News Release from Windmesse.de


Wind Industry Profile of

Interview with Chris Long, Manager of Offshore Wind & Siting Policy at AWEA

Chris Long of the American Wind Energy Association (AWEA) talked to Windfair about the future of offshore wind.

Windfair: Chris, one of the big issues in offshore wind energy is costs. And of course one of the best ways to reduce costs is to install a lot of offshore turbines as fast as possible. To do so a huge amount of money must be raised. And so on... Where – In the technical field – do you see the biggest potential to effect economies? What are the most promising approaches for now and the near future?

Chris Long: The U.S. Department of Energy (DOE) has made a significant investment in Research and Development in order to help lower the levelized cost of energy for the U.S. offshore wind industry. In December of last year, DOE announced seven winners for its Advanced Technology Demonstration Project Initiative including projects based off the Atlantic and Pacific coasts as well as in the Great Lakes and Gulf of Mexico. Each winner received $4 million to complete the engineering, site evaluation and planning phases of their projects. Upon completion of this phase, early next year DOE will select three of these projects to receive an additional $47 in funding for the follow-on design, fabrication and deployment. As a result, each project will be eligible to receive up to $51 million. The initiative will showcase a number of cost reducing technologies including innovative floating and fixed foundation designs.

Windfair: And of course there is politics that might help to reduce costs. What do you and AWEA ask of US politicians to make offshore wind an ongoing success?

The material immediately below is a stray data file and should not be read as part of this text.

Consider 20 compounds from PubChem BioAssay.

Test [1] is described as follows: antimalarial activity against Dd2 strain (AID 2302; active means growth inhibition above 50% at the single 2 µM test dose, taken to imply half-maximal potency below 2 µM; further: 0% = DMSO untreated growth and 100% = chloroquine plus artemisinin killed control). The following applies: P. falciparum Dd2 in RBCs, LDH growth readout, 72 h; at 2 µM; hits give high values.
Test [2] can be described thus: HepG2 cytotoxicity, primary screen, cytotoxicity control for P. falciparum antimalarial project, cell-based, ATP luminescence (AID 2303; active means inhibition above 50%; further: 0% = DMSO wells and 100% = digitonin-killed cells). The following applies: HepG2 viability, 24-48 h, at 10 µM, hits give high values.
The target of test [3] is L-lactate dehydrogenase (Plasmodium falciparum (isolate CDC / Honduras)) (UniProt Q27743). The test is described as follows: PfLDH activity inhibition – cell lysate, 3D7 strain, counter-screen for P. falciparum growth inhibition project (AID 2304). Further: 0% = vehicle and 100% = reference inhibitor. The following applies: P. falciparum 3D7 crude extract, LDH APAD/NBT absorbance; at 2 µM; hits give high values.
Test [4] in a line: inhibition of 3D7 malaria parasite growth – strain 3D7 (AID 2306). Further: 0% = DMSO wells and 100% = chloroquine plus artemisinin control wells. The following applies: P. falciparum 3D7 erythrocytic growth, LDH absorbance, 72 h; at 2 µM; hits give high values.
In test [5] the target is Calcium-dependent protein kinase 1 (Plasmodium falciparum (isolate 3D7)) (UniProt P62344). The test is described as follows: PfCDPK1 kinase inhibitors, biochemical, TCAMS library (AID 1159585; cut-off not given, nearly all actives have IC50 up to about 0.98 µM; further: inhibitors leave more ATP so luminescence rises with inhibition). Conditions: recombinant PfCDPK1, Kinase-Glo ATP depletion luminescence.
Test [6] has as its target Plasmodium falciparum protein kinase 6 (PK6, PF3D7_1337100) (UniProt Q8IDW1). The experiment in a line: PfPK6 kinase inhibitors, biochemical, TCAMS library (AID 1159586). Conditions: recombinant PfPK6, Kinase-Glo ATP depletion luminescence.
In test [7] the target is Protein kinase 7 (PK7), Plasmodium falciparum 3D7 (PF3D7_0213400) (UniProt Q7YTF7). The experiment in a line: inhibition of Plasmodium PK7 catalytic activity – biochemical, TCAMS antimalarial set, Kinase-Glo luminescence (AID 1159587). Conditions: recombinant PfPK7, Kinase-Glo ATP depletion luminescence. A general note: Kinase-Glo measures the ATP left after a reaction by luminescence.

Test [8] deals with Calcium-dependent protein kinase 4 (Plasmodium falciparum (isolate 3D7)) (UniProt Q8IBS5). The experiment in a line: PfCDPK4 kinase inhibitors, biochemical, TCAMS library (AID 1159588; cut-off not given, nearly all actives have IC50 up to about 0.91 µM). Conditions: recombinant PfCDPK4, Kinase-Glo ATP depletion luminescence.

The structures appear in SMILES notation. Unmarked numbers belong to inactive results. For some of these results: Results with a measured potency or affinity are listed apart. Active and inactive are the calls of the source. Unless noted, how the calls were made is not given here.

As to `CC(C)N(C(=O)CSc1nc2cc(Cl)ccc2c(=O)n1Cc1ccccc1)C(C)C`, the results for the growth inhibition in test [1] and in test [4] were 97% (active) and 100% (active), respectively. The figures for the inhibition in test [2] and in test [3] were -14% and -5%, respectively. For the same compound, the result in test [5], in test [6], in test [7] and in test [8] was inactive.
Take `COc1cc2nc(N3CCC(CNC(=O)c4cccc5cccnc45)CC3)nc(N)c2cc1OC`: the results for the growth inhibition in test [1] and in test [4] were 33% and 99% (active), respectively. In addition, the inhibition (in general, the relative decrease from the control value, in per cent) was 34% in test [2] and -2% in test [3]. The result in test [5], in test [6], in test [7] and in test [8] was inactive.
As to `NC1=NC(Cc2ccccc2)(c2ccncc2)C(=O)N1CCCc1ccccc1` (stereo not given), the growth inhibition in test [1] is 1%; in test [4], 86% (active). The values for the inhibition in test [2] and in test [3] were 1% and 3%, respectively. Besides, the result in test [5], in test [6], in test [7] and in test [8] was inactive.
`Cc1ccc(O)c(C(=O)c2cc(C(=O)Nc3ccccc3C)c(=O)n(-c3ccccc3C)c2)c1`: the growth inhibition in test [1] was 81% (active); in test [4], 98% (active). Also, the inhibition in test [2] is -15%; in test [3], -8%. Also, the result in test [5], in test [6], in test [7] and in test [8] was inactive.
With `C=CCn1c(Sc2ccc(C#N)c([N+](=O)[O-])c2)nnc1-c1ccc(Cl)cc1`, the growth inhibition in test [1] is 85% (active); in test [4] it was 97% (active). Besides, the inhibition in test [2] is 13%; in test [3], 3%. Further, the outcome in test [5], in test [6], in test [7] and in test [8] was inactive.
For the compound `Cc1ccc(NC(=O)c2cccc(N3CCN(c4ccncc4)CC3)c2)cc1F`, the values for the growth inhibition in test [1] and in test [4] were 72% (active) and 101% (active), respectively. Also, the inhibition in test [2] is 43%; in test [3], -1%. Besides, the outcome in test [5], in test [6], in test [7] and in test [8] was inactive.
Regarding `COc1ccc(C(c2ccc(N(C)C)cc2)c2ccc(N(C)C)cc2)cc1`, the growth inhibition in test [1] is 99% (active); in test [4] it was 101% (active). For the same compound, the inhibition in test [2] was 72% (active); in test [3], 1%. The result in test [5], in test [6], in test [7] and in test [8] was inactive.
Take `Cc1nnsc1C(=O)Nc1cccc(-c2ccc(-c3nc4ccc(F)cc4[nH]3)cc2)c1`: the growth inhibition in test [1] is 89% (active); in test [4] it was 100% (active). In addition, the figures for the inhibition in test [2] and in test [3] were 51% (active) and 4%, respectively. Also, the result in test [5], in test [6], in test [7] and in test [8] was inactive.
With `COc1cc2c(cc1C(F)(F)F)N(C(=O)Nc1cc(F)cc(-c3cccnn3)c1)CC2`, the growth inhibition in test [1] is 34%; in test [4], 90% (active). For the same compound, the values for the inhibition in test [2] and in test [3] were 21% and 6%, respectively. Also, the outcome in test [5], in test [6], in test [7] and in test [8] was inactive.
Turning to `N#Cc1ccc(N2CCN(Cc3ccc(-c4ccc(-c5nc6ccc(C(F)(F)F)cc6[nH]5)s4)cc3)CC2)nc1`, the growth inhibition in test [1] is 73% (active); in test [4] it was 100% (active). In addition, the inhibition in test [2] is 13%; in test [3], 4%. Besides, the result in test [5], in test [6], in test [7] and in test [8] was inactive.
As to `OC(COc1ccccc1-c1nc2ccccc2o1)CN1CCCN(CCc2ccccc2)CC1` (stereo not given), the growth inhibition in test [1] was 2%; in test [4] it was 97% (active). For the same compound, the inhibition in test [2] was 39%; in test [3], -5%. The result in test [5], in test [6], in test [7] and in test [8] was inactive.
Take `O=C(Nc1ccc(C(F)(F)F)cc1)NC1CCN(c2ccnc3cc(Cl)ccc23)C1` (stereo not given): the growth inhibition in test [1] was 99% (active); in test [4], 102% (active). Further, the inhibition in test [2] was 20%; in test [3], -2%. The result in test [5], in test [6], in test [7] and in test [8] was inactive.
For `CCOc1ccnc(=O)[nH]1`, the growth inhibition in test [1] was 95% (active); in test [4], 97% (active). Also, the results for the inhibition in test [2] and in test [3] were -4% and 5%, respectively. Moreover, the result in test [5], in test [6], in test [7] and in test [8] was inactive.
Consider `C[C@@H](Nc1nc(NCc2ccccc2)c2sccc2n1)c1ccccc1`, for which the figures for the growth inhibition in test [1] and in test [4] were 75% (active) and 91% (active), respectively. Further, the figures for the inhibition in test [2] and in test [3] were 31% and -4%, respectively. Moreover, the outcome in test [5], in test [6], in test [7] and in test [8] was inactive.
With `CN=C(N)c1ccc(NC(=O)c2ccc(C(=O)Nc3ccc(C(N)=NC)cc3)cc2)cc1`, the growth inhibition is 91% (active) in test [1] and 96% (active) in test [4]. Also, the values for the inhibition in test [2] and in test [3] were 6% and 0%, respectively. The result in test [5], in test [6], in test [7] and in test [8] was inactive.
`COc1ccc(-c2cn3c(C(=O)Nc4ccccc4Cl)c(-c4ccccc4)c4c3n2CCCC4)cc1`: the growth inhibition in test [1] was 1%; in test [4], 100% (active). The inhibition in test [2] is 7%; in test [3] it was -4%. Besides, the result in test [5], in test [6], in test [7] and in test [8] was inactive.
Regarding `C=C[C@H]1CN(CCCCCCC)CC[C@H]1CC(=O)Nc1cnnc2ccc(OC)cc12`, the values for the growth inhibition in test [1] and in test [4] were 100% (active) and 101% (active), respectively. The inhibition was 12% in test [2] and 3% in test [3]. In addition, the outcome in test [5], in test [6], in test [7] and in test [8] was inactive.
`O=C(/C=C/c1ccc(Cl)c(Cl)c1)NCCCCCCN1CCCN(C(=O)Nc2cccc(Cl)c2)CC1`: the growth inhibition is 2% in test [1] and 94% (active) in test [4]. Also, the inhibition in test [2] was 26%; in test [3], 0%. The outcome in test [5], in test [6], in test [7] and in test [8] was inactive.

Long: Predictable, stable, pro-growth tax policy is vital for the U.S. wind industry to continue to drive more efficient technology development, domestic manufacturing, and private sector capital into the U.S. economy. Specifically, the U.S. wind industry needs extensions of the Production Tax Credit (PTC) and Investment Tax Credit (ITC) for the longest practical term to give our businesses the ability to plan and invest in further improvements in wind technology, which will continue to bring consumer costs down. The ITC is particularly important to the offshore wind industry as offshore projects have longer permitting timelines and are more capital intensive than land-based projects.

Windfair: At RenewableUK Offshore in June you explained that you see great business potential between the US and Europe in the offshore sector. It's only been 4 months but can you already trace a practical development? If so, how?

Long: There are a number of international companies that are interested in the U.S. market and are making connections with U.S. companies including at AWEA's annual Offshore WINDPOWER and Exhibition in Providence. 2013 has been a major year for the U.S. offshore wind industry. Several projects are in the advanced stages of development and the first offshore wind turbine was deployed in the U.S. in June. Furthermore, the U.S. Department of the Interior (DOI) and Bureau of Ocean Energy Management (BOEM) held the first competitive lease auction for the Wind Energy Area off Rhode Island and Massachusetts in late July and the second auction for the Wind Energy Area off Virginia in early September. Additional announcements are expected in other states later this year and early next year.

Thank you very much for the interview!


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